I’m not sure that there is any other way to say this: Strickland is a total arsehole.  Especially to women.  Even female characters that are not outright abused by Strickland (which aren’t many) are not given a roundedness.  The three women Strickland has relationships with are condemned by the protagonist, only fleetingly defended by the narrator, and ultimately dismissed.  Strickland’s brutal assessments of these women is, in other words, validated.  His views on women, which includes beating them, and not caring when they kill themselves because their lives are worthless, are utterly vile and, as I said, the narrator ultimately allows them to stand in the name of Strickland’s genius.

Sadly I am one of those people who need the art and the artist to be morally palatable.  I don’t have a high bar.  People are people.  Full of flaws.  They do bad things.  That’s ok.  I get that.  Some things though are very, very bad and in the way that I wouldn’t buy something from a shop if the owner beat his wife, I won’t listen to music – for example – that denigrates women even if it is very good music.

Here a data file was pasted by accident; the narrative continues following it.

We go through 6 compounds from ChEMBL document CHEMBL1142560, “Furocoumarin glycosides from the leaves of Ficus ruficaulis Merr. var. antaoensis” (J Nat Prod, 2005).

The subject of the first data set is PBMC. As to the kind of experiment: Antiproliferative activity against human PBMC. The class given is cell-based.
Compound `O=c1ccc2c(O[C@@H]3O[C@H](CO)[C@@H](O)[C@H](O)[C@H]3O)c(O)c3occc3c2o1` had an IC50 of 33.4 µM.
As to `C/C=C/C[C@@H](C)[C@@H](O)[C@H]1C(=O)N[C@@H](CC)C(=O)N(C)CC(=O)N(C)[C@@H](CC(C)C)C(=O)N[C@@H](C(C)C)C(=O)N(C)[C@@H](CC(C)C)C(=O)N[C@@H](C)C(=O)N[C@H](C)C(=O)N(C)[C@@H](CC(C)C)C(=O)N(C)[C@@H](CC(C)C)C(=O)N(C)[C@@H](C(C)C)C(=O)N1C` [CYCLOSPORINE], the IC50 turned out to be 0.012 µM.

Fanatically pursuing truth at all costs has a long history in human life and it always has bad outcomes.  There may be benefits too.  Buddha, for example, was a fanatic.  If you consider what he did in order to reach truth, or who he deserted to make that quest possible: these are not the actions of a reasonable person.  The benefit though was profound insight into the human condition that he then shared.  Buddha’s fanaticism had benefits then, but bad outcomes for his family.  In general though, the fanatic’s path is the opposite: few benefits and a mountain of terrible consequences.  Strickland falls into this category.

It is very hard not to read Maugham’s background and feel that the heterosexual pressures on a mostly homosexual man who married unhappily and divorced are not in play here.